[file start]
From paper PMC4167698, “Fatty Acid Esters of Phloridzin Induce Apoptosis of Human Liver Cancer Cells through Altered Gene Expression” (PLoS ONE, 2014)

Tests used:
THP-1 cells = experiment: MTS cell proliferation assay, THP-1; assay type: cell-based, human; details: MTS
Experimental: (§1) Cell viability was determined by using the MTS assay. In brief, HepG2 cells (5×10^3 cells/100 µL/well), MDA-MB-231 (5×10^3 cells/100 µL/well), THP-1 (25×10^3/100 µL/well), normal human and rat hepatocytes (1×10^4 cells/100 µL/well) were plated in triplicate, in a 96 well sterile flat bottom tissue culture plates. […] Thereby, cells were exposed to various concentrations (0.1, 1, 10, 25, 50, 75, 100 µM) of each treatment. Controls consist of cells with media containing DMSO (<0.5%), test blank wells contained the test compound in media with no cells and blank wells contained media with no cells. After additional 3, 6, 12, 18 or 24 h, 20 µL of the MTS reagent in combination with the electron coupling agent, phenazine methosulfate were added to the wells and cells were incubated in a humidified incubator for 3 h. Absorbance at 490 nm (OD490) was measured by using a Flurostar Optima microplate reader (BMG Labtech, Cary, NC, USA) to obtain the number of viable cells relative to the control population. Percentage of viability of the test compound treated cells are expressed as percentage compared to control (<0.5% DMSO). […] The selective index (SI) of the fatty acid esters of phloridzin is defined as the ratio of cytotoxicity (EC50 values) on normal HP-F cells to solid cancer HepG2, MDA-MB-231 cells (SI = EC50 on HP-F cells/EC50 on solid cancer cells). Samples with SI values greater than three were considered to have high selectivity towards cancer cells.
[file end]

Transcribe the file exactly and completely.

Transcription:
From paper PMC4167698, “Fatty Acid Esters of Phloridzin Induce Apoptosis of Human Liver Cancer Cells through Altered Gene Expression” (PLoS ONE, 2014)

Tests used:
THP-1 cells = experiment: MTS cell proliferation assay, THP-1; assay type: cell-based, human; details: MTS
Experimental: (§1) Cell viability was determined by using the MTS assay. In brief, HepG2 cells (5×10^3 cells/100 µL/well), MDA-MB-231 (5×10^3 cells/100 µL/well), THP-1 (25×10^3/100 µL/well), normal human and rat hepatocytes (1×10^4 cells/100 µL/well) were plated in triplicate, in a 96 well sterile flat bottom tissue culture plates. […] Thereby, cells were exposed to various concentrations (0.1, 1, 10, 25, 50, 75, 100 µM) of each treatment. Controls consist of cells with media containing DMSO (<0.5%), test blank wells contained the test compound in media with no cells and blank wells contained media with no cells. After additional 3, 6, 12, 18 or 24 h, 20 µL of the MTS reagent in combination with the electron coupling agent, phenazine methosulfate were added to the wells and cells were incubated in a humidified incubator for 3 h. Absorbance at 490 nm (OD490) was measured by using a Flurostar Optima microplate reader (BMG Labtech, Cary, NC, USA) to obtain the number of viable cells relative to the control population. Percentage of viability of the test compound treated cells are expressed as percentage compared to control (<0.5% DMSO). […] The selective index (SI) of the fatty acid esters of phloridzin is defined as the ratio of cytotoxicity (EC50 values) on normal HP-F cells to solid cancer HepG2, MDA-MB-231 cells (SI = EC50 on HP-F cells/EC50 on solid cancer cells). Samples with SI values greater than three were considered to have high selectivity towards cancer cells.